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$\int (x+1) dx$

Substituting:

$u = x + 1$ and $du = dx$

$$\int u \,du = \frac{u^2}{2}$$

Which gives:

$$\int (x+1) \, dx = \frac{(x+1)^2}{2}$$

This is completely wrong as the correct answer is $\frac{x^2}{2}+x$

Why did this happen?

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    $\begingroup$ What's the difference of $(x+1)^2/2$ and $x^2/2+x$? $\endgroup$ Commented Sep 8, 2017 at 21:29
  • $\begingroup$ It should be $\int (x+1)dx=\frac{(x+1)^2}{2}+C$. $\endgroup$
    – user236182
    Commented Sep 8, 2017 at 21:31
  • $\begingroup$ you missed the +C $\endgroup$
    – vik1245
    Commented Sep 8, 2017 at 21:32
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    $\begingroup$ @CameronBuie It is likely a typo for $\frac{x^2}{2} + 2x$, with the wrong braces used. $\endgroup$
    – Xander Henderson
    Commented Sep 9, 2017 at 0:08
  • $\begingroup$ It is completely right, rather than wrong; a correct answer is $\frac{x^2}{2}+x$, in the sense this is an antiderivative, but $\frac{(x+1)^2}{2}$ is an antiderivative as well. $\endgroup$
    – egreg
    Commented Sep 9, 2017 at 6:03

3 Answers 3

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If you expand your second answer, you get $$ \frac{(x+1)^2}{2} = \frac{x^2}{2} + x + \frac{1}{2}. $$ This differs from the "correct" answer by a constant. But if two functions differ by a constant, they will have the same derivative. Hence both answers are equally correct (or incorrect). I submit that a truly correct answer would be $$ \frac{x^2}{2} + x + C \qquad\text{or}\qquad \frac{(x+1)^2}{2} + C, $$ where $C$ is a real constant.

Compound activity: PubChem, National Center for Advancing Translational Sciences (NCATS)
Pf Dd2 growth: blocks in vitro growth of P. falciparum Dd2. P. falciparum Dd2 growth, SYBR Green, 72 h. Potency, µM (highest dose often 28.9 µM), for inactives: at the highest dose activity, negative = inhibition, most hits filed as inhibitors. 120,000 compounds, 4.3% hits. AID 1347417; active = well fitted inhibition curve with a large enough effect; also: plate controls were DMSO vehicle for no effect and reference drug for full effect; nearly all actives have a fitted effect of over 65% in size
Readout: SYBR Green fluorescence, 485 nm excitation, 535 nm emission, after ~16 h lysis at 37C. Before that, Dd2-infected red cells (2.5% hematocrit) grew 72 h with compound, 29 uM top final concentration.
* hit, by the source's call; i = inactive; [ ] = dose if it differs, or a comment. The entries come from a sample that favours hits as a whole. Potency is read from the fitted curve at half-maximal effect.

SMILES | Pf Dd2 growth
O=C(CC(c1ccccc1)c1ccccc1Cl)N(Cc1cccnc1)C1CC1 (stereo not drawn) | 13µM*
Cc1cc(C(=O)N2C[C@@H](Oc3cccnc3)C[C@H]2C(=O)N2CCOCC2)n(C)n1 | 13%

Addendum: I have a stupid trick for getting my students to remember the constant. We have $$ \int \frac{1}{\text{cabin}} \, \mathrm{d}(\text{cabin}) = \text{house boat}.$$ Why?

Remember that $$ \int \frac{1}{x}\, \mathrm{d}x = \log|x| + C. $$ Thus $$ \int \frac{1}{\text{cabin}} \, \mathrm{d}(\text{cabin}) = \log|\text{cabin}| + \text{sea}, $$ which is quite clearly a house boat.

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You forgot the constant C. It is very important:

$$ \int u du = \frac{u^2}{2} + C = \frac{(x+1)^2}{2} + C = \frac{x^2}{2} + x + \frac{1}{2}+ C = \frac{x^2}{2} + x + C' $$

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Both answers are right: $\displaystyle \frac{(x+1)^2} 2 = \frac{x^2 + 2x + 1} 2 = \frac {x^2} 2 + x + \text{constant}$

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